Up to 5.3 million workers in Britain suffer from poor working conditions and are susceptible to exploitation, sparking a fresh campaign from the Trades Union Congress.
According to research by the Independent Policy Studies Institute, one in five workers in the UK earn less than one third of the median hourly wage, detailed in a report written for the TUC entitled “The Hidden One-in-Five ““ Winning a Fair Deal for Britains Vulnerable Workers”.
The research indicates that the most susceptible groups include homeworkers and those working in temporary, migrant, and informal sectors who do not have trade union representation to negotiate on their behalf.
Within these groups, the results show that agency workers are specifically at risk in the temporary sector, of which there are roughly 226,000 employed in the UK, in addition to half a million migrant workers drawing largely from the new EU member states.
Informal workers and homeworkers do not show up in official statistics but the Small Business Council estimates that the so-called “grey economy” is worth £75 billion a year. According to the report, last year the government recovered more than £3 million from criminal employers not paying the minimum wage.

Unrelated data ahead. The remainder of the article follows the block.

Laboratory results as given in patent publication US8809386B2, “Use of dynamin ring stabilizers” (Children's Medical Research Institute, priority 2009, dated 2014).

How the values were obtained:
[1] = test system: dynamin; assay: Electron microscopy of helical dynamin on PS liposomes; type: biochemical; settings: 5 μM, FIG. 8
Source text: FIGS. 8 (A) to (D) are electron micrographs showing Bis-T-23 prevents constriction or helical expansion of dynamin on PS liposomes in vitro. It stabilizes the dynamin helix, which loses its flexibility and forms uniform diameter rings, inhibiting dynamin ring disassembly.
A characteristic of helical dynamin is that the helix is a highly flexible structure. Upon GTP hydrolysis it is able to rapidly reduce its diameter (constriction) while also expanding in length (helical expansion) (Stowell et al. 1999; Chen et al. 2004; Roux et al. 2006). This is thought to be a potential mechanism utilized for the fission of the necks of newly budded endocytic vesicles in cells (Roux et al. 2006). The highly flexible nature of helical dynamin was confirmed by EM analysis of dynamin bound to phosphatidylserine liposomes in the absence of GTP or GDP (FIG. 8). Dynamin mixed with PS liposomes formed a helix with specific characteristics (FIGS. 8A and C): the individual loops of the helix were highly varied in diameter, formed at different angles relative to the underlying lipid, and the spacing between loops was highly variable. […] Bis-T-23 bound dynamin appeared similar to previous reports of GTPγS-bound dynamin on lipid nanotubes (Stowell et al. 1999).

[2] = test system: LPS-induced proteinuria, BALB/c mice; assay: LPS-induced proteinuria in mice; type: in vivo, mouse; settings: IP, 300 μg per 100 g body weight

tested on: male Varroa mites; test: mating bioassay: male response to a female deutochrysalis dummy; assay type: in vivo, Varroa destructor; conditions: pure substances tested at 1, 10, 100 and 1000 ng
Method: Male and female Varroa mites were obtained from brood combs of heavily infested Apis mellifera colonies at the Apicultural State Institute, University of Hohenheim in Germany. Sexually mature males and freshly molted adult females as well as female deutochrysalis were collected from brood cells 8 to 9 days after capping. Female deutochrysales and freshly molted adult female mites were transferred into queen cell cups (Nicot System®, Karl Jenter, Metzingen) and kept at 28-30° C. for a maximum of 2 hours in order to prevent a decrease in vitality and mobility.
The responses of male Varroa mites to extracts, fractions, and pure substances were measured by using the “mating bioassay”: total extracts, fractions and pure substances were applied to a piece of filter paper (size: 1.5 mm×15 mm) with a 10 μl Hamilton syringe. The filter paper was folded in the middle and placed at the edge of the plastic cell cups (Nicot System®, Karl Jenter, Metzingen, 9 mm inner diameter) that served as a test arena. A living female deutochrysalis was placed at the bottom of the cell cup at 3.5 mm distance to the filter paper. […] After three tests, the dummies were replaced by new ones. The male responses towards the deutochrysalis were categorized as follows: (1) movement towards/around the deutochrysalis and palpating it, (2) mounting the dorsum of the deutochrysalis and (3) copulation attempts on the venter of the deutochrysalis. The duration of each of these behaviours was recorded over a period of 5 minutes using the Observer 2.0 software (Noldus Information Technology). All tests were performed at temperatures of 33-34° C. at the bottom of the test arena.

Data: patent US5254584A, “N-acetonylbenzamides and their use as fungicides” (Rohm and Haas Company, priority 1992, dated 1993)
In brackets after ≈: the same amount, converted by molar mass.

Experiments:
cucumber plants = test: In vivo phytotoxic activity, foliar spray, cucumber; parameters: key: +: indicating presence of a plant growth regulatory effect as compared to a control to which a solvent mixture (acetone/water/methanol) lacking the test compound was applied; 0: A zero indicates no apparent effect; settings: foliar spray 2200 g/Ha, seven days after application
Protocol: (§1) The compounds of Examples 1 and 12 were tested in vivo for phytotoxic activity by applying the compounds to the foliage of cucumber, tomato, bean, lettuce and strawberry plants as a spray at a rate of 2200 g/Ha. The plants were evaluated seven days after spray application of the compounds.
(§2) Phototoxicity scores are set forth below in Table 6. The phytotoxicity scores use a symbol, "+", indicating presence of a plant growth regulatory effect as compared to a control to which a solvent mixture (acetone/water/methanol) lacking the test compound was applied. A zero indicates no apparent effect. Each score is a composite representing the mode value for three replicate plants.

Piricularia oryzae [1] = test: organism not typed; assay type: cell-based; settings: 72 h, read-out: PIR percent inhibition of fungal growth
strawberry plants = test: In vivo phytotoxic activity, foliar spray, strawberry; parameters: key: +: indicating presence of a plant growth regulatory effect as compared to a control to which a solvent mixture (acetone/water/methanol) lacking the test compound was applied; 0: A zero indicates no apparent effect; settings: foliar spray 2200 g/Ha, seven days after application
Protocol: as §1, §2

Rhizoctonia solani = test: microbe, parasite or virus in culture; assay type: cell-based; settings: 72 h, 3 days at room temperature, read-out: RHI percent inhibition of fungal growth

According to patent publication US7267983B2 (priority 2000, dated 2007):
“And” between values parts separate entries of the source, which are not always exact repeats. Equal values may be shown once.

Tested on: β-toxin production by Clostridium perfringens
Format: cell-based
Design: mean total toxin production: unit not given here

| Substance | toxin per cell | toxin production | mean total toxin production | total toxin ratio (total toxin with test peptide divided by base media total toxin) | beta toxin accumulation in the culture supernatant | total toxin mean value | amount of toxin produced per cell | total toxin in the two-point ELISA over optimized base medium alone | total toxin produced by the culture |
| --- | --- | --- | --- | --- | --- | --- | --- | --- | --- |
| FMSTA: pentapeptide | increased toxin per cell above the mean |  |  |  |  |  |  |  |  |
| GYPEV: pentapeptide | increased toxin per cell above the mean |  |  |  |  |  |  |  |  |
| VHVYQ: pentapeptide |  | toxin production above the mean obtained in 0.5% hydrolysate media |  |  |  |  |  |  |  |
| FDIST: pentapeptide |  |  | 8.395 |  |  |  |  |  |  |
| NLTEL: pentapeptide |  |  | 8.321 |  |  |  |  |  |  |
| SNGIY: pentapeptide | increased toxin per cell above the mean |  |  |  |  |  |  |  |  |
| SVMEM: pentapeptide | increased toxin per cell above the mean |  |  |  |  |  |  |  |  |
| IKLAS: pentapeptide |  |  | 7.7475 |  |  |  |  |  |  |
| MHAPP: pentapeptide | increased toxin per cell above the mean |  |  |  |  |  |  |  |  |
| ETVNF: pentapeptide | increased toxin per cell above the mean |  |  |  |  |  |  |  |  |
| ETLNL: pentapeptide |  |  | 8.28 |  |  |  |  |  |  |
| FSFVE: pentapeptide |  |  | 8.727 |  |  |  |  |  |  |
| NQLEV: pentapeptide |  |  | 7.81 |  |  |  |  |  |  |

TUC General Secretary, Brendan Barber, announced the start of a “national crusade” against exploitation.
Recommendations to tackle the issue include introducing licenses for all employment agencies, granting employee status to casual workers, improving enforcement of the minimum wage, and extending union recognition to small employers.
Mr Barber said: “We estimate that at least 150,000 people – and possibly a lot more – are not getting the minimum wage. Even more are not getting their proper paid holiday rights, including bank holidays. We want to see government get tough with criminal employers”.
Identifying “some gaping loopholes in our employment law”, he also reinforced the role that unions to play, charging responsible employers to look more closely at their operations.
Focusing specifically on migrant workers, he also made clear the TUC’s opposition to restricting Bulgarian and Romanian workers when their countries join the EU, emphasising the need to “not put up the shutters”.
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